Origin of the Waxwing Symbol

Origin of the Waxwing Symbol

A single, solitary bird made a visitation to our courtyard on December 24, 2010. I noticed it from the window, and it was the first time I recall ever seeing this new visitor. I called Katherine to see if she recognized the most recent avian guest to our redtip photinias in the backyard. She knew almost instantly that it was a Cedar Waxwing. For some reason, I was immediately taken by this bird. It had the tuft of a cardinal and the little “bandit’s mask” around its eyes. This bird, however, had a yellowish belly, with yellow at the tail tip of its wings that looks as if someone mistakenly thought its tail was a paintbrush and dipped it in a bucket of yellow paint. The secondary wings displayed a waxy red coating that I would later come to find out came from the ingestion of red berries in the Waxwing’s diet.

The next morning (Christmas morning), we awakened to snow and the invasion of a museum of waxwings, which had descended upon our Red Tip Photinias to snatch up all our red berries. Katherine had gifted me a camera for Christmas, so I bundled up and found a spot in the patio area where I could capture for posterity the feast-fest that ensued in our courtyard. There were at least three or four dozen waxwings gathered in the trees. They fluttered from limb to limb, disappearing briefly in the snow-covered leaves to emerge with a berry in a snow-bearded beak, sometimes throwing their heads back to gulp down the treasured nourishment.

I can only describe what I witnessed for the next several hours as a spiritual experience. I felt a sense of awe and reverence watching these beautiful creatures do what was natural and common for them. To hear only the fluttering of wings and an occasional high-pitched note, to witness the humorous synchronicity of two Waxwings bobbing for berries, to marvel at their automatic impulse to share berries with one another, fixed a love in my soul for these exquisite creatures. I felt this event as a sacramental offering from the Divine. A moment to stop in my tracks and take in the Holy in the common act of sharing a meal.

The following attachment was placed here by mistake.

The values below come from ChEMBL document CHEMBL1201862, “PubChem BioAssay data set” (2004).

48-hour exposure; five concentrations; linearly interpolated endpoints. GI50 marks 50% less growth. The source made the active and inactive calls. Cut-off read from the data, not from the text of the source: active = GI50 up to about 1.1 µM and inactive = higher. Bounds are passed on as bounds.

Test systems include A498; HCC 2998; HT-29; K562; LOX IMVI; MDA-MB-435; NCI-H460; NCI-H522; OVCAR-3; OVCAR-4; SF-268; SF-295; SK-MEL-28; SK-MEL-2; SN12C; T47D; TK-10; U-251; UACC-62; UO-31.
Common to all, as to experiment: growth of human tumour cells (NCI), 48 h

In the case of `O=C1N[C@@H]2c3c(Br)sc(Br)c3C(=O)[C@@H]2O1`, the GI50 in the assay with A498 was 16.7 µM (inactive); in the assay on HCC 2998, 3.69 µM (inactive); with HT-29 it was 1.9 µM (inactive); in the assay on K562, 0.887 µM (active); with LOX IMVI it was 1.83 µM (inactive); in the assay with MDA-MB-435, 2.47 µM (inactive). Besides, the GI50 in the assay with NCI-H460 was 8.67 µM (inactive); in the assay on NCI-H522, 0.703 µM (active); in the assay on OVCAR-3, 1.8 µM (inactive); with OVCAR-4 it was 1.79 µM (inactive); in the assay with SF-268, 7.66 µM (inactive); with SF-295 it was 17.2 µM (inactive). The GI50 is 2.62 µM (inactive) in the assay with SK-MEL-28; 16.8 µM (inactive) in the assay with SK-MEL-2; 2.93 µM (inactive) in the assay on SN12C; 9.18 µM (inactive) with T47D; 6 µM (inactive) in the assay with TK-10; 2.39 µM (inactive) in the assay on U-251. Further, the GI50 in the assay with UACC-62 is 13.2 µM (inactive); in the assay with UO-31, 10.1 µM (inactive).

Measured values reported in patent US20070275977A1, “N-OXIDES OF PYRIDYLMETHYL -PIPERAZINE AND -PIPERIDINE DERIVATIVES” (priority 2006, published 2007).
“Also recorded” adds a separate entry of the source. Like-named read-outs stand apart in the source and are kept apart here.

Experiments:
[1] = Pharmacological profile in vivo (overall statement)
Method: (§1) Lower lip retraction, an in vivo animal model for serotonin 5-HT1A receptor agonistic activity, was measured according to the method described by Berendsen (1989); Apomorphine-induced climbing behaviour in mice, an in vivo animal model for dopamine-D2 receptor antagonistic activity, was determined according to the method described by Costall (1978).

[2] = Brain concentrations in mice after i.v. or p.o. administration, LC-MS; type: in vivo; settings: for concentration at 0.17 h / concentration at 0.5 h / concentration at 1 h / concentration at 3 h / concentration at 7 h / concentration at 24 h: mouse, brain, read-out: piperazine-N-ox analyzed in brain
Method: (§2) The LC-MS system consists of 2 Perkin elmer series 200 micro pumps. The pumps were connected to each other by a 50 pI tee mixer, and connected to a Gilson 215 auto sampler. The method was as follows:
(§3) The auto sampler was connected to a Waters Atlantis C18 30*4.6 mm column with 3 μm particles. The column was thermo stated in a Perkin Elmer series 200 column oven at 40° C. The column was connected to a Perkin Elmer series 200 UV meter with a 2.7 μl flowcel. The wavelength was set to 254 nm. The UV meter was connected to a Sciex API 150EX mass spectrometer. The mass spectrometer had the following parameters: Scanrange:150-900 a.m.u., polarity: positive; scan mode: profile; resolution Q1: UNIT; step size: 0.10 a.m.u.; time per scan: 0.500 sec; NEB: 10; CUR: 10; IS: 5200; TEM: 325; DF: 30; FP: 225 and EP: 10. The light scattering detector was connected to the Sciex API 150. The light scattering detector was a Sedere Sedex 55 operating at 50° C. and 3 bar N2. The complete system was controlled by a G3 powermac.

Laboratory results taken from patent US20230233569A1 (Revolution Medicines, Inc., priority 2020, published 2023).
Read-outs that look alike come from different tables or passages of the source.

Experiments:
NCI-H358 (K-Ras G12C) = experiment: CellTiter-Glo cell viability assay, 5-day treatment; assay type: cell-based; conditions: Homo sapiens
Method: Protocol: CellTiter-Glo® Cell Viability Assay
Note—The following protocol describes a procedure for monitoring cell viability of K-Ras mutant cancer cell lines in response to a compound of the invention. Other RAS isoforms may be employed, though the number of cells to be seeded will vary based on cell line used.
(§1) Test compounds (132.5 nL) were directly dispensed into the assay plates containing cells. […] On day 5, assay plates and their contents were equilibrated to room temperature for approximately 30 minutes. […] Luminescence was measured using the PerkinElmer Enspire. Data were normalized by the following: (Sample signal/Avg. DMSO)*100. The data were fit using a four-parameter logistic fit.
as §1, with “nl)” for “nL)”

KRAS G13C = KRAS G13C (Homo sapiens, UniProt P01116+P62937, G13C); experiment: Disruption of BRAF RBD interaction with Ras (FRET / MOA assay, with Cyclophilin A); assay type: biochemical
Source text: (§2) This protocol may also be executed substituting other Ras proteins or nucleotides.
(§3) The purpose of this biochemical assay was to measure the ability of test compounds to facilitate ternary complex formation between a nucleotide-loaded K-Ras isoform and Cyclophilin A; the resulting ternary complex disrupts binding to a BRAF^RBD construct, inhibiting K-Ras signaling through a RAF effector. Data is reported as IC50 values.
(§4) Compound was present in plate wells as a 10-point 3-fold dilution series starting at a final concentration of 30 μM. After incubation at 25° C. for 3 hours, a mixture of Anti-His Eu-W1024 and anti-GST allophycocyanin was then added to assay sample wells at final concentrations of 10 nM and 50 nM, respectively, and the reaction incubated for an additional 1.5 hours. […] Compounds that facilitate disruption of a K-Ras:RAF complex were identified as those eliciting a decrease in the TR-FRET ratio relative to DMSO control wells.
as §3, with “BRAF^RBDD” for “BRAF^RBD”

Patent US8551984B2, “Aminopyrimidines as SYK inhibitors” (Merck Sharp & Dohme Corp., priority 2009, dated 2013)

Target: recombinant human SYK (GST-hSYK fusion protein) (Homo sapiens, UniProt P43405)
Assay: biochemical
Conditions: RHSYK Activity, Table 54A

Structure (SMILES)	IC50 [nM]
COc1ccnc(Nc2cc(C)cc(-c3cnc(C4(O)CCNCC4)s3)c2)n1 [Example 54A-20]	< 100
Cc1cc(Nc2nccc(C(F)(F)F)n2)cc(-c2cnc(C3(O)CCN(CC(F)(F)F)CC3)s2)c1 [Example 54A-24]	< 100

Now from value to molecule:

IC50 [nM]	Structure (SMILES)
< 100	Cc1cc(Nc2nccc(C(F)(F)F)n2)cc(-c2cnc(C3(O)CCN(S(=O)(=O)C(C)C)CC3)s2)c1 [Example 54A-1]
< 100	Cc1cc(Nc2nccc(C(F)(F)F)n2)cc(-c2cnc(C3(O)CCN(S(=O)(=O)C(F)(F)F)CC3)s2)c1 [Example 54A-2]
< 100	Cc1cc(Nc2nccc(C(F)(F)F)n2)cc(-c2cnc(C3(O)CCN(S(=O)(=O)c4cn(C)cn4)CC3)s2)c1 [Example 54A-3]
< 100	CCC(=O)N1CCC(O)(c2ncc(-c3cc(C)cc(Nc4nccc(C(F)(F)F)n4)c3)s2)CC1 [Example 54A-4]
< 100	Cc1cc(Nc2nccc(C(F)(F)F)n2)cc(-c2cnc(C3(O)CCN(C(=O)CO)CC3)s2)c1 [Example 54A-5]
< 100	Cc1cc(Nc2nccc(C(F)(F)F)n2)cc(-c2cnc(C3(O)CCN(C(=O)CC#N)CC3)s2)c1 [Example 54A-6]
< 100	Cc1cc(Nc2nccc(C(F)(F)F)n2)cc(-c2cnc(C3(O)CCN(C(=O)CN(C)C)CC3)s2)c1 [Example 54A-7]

Since that first mass visitation, I have come to experience many subsequent encounters and visitations from these awe-inspiring creatures. Many times they have shown up at moments in our lives where we were at a crossroads or needed affirmation of grace or the universal good at work in our lives. This first visitation at Christmas preceded a major change in my life’s profession. Another time was when I needed assurance of support in a difficult moment in my life’s journey. When we came to view the property we currently own, we saw an unusual sight for this time of year. A lone waxwing feather in the backyard along our path as we explored, something we took as an affirmation that this was going to be our new home.

Our avian friends inspire us as we embark on this new adventure in starting our own business. The Waxwing symbolizes for us the need for change and movement to find the nourishment we need in life. Their sense of community and desire to share the fruits of their labor with one another, reflects our desire to engage our creative nature and joy in making something tangible for others to experience. With our creations we hope to bring times of sharing, joy, maybe even a little awe to your lives. We hope you enjoy! 

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